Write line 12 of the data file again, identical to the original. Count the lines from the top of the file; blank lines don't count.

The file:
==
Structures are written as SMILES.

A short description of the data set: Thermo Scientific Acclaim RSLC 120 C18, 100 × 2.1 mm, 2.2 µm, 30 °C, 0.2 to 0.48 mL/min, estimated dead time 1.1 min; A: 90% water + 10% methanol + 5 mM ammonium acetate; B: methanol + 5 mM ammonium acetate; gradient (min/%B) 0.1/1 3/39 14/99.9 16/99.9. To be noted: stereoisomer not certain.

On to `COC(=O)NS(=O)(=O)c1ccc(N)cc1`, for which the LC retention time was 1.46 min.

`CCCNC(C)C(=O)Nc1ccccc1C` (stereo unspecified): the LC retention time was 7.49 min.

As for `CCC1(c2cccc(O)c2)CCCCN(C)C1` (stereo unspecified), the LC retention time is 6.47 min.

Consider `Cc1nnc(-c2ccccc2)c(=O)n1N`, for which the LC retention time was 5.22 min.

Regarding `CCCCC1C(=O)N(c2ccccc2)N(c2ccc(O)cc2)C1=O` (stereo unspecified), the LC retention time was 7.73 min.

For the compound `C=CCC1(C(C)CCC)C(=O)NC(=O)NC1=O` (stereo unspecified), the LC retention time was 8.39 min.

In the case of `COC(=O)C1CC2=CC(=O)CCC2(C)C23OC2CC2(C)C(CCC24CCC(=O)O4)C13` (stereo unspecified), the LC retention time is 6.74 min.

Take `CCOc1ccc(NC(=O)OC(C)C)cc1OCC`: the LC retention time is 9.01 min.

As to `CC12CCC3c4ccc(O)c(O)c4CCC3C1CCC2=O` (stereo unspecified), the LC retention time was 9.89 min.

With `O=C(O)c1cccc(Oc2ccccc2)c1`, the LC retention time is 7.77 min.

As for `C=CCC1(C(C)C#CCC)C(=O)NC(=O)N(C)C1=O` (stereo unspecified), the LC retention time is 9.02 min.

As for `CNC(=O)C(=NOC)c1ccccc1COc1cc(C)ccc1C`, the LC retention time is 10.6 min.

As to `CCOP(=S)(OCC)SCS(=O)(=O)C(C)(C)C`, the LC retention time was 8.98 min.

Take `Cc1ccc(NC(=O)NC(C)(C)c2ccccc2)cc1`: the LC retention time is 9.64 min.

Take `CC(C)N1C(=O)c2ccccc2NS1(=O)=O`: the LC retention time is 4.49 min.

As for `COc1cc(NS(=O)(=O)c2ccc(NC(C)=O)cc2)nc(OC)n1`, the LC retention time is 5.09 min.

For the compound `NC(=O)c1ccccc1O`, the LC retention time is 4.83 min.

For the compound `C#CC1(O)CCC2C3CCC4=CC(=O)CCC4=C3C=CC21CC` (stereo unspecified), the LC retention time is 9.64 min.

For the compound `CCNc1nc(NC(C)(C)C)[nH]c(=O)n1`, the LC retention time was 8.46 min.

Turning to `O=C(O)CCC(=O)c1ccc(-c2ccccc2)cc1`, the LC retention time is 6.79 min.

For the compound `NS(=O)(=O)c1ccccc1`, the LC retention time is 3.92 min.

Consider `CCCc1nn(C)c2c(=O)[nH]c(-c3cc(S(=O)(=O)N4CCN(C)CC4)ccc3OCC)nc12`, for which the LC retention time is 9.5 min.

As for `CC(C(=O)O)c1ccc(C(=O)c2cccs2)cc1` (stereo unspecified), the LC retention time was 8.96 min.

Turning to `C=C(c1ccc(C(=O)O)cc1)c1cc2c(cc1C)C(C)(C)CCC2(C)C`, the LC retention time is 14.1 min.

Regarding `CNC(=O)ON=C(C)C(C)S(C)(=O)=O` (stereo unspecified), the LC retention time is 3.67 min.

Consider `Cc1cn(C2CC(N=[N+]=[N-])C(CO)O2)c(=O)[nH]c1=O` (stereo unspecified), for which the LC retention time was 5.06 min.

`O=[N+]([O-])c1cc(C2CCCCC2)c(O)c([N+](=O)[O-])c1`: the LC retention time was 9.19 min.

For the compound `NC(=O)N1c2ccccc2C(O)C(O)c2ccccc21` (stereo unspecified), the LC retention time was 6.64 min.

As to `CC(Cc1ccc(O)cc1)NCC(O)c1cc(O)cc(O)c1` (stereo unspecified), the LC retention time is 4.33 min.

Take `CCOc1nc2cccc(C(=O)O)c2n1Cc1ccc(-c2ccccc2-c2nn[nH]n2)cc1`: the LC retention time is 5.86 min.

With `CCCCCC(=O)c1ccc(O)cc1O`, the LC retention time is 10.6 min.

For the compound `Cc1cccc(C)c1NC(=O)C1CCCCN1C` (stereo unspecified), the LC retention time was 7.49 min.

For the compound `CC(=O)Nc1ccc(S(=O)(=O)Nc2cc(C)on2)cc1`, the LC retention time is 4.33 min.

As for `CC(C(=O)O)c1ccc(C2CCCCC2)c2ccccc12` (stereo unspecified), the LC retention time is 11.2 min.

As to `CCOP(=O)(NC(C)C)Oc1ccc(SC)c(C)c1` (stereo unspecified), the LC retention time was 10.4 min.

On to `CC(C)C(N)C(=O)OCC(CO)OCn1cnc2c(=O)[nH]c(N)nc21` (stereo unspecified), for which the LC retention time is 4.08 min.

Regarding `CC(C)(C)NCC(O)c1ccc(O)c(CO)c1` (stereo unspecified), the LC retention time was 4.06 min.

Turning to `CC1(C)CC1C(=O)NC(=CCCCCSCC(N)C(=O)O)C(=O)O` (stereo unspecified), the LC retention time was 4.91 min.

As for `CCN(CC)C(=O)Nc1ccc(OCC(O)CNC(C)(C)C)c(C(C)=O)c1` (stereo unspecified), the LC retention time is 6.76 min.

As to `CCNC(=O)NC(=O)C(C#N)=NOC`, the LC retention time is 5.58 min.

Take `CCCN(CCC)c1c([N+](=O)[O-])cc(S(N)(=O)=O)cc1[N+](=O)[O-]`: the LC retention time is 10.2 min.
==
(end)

With `O=C(O)c1cccc(Oc2ccccc2)c1`, the LC retention time is 7.77 min.